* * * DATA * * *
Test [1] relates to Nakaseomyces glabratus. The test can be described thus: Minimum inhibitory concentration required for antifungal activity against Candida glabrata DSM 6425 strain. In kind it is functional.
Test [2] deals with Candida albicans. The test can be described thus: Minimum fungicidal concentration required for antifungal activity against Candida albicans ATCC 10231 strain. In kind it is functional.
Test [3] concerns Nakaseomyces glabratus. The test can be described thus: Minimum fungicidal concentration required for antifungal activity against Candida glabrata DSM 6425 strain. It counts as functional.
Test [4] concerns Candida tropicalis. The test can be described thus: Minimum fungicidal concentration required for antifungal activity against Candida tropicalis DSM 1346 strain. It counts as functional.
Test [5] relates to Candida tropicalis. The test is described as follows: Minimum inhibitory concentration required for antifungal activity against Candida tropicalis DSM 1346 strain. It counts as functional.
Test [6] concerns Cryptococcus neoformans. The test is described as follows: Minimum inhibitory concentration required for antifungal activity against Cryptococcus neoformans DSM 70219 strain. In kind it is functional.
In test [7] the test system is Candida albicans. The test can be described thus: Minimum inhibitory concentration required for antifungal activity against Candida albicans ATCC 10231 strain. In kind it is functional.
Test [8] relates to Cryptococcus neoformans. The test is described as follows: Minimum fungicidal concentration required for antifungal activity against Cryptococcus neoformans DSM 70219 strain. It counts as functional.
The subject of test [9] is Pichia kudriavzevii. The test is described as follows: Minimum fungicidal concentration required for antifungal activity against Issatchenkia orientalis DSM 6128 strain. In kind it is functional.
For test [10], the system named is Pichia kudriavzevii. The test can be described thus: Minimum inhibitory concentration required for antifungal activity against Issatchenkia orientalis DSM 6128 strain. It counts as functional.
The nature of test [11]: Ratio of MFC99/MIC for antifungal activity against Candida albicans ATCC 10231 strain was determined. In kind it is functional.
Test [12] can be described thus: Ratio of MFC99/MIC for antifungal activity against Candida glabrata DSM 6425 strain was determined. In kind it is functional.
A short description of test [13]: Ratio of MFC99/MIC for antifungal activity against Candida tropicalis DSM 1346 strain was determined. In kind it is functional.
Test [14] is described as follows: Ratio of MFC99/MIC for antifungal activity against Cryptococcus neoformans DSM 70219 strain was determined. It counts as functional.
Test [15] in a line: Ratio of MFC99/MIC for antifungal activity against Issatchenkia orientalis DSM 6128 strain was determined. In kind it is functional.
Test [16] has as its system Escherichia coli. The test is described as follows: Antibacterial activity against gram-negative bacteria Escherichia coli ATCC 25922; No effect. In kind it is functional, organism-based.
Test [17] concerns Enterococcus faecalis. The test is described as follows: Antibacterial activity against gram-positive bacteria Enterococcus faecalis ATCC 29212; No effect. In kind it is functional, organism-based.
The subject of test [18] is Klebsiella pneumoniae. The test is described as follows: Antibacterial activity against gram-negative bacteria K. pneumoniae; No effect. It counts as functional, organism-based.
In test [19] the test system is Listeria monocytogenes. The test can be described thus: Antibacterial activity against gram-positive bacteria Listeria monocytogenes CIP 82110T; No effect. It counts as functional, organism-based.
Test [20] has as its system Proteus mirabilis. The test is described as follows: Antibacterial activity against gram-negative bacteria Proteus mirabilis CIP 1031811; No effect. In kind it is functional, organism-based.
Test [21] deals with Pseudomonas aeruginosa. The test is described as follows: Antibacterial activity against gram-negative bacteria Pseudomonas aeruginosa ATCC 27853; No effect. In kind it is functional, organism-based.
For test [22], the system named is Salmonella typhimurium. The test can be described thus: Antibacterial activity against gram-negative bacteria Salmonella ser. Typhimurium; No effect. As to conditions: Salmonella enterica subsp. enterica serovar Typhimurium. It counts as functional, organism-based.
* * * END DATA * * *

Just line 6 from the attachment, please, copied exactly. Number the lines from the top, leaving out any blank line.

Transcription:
Test [6] concerns Cryptococcus neoformans. The test is described as follows: Minimum inhibitory concentration required for antifungal activity against Cryptococcus neoformans DSM 70219 strain. In kind it is functional.